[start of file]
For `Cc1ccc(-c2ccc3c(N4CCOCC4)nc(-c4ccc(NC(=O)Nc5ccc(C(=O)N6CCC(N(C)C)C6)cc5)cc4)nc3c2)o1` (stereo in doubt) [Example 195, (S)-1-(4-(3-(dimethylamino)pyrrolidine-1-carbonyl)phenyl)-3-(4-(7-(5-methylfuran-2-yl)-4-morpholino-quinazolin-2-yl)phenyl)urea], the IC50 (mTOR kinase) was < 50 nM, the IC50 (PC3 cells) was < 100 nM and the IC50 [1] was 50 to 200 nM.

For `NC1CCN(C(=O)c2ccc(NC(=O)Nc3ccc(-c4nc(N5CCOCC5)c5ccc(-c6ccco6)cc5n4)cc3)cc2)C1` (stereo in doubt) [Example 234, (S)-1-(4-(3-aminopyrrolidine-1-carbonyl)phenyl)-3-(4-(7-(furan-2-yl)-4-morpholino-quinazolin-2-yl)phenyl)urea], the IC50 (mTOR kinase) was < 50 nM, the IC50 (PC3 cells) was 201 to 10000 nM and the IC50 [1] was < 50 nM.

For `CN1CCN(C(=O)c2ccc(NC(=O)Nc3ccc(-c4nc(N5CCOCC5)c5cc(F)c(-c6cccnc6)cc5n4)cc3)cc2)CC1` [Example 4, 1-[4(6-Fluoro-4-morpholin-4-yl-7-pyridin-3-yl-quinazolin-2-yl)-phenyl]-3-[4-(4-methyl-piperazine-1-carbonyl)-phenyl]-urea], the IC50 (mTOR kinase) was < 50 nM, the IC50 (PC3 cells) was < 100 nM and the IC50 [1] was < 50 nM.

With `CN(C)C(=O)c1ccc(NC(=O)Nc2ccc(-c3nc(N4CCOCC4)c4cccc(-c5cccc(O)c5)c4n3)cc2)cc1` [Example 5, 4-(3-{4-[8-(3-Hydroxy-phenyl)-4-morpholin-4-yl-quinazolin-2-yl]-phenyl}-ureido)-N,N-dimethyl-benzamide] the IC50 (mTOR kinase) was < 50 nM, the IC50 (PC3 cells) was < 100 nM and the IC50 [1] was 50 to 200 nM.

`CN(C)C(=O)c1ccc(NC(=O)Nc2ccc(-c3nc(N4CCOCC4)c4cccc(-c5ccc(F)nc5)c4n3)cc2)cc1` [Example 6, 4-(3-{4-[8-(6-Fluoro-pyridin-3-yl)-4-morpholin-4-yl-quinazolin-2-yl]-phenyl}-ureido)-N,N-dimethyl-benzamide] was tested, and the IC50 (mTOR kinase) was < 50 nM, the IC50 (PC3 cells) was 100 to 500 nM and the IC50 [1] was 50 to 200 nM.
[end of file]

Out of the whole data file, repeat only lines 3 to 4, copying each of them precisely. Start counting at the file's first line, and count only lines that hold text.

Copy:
For `CN1CCN(C(=O)c2ccc(NC(=O)Nc3ccc(-c4nc(N5CCOCC5)c5cc(F)c(-c6cccnc6)cc5n4)cc3)cc2)CC1` [Example 4, 1-[4(6-Fluoro-4-morpholin-4-yl-7-pyridin-3-yl-quinazolin-2-yl)-phenyl]-3-[4-(4-methyl-piperazine-1-carbonyl)-phenyl]-urea], the IC50 (mTOR kinase) was < 50 nM, the IC50 (PC3 cells) was < 100 nM and the IC50 [1] was < 50 nM.

With `CN(C)C(=O)c1ccc(NC(=O)Nc2ccc(-c3nc(N4CCOCC4)c4cccc(-c5cccc(O)c5)c4n3)cc2)cc1` [Example 5, 4-(3-{4-[8-(3-Hydroxy-phenyl)-4-morpholin-4-yl-quinazolin-2-yl]-phenyl}-ureido)-N,N-dimethyl-benzamide] the IC50 (mTOR kinase) was < 50 nM, the IC50 (PC3 cells) was < 100 nM and the IC50 [1] was 50 to 200 nM.